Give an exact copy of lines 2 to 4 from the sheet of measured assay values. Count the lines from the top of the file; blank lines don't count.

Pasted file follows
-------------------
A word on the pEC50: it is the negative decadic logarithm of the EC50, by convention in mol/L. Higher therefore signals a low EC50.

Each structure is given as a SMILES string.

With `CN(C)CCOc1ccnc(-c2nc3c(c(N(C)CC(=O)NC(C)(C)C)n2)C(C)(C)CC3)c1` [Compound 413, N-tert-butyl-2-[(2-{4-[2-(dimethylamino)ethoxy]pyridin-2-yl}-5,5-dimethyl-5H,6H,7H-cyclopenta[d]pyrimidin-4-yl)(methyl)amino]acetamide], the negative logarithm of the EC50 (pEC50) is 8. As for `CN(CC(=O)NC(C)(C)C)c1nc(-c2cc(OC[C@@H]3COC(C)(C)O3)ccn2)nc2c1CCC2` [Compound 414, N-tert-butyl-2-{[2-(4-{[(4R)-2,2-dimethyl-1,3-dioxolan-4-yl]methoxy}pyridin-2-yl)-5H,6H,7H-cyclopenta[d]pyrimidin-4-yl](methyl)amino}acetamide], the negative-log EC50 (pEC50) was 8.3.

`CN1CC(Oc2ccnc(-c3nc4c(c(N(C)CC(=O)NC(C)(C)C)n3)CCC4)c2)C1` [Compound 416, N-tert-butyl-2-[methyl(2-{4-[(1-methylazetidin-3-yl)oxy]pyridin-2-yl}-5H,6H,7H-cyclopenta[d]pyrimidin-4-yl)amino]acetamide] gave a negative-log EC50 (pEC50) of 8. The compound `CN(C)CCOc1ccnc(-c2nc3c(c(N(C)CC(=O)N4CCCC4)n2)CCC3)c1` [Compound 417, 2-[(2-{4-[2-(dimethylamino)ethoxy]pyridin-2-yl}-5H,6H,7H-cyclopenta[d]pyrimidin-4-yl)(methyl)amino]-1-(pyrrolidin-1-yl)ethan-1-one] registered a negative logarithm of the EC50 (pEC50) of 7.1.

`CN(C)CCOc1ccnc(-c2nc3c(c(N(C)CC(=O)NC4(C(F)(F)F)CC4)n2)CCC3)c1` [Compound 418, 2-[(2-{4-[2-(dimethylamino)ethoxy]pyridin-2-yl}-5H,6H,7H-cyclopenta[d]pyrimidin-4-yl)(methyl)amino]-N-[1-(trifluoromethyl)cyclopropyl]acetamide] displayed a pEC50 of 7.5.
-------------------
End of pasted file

Each structure is given as a SMILES string.

With `CN(C)CCOc1ccnc(-c2nc3c(c(N(C)CC(=O)NC(C)(C)C)n2)C(C)(C)CC3)c1` [Compound 413, N-tert-butyl-2-[(2-{4-[2-(dimethylamino)ethoxy]pyridin-2-yl}-5,5-dimethyl-5H,6H,7H-cyclopenta[d]pyrimidin-4-yl)(methyl)amino]acetamide], the negative logarithm of the EC50 (pEC50) is 8. As for `CN(CC(=O)NC(C)(C)C)c1nc(-c2cc(OC[C@@H]3COC(C)(C)O3)ccn2)nc2c1CCC2` [Compound 414, N-tert-butyl-2-{[2-(4-{[(4R)-2,2-dimethyl-1,3-dioxolan-4-yl]methoxy}pyridin-2-yl)-5H,6H,7H-cyclopenta[d]pyrimidin-4-yl](methyl)amino}acetamide], the negative-log EC50 (pEC50) was 8.3.

`CN1CC(Oc2ccnc(-c3nc4c(c(N(C)CC(=O)NC(C)(C)C)n3)CCC4)c2)C1` [Compound 416, N-tert-butyl-2-[methyl(2-{4-[(1-methylazetidin-3-yl)oxy]pyridin-2-yl}-5H,6H,7H-cyclopenta[d]pyrimidin-4-yl)amino]acetamide] gave a negative-log EC50 (pEC50) of 8. The compound `CN(C)CCOc1ccnc(-c2nc3c(c(N(C)CC(=O)N4CCCC4)n2)CCC3)c1` [Compound 417, 2-[(2-{4-[2-(dimethylamino)ethoxy]pyridin-2-yl}-5H,6H,7H-cyclopenta[d]pyrimidin-4-yl)(methyl)amino]-1-(pyrrolidin-1-yl)ethan-1-one] registered a negative logarithm of the EC50 (pEC50) of 7.1.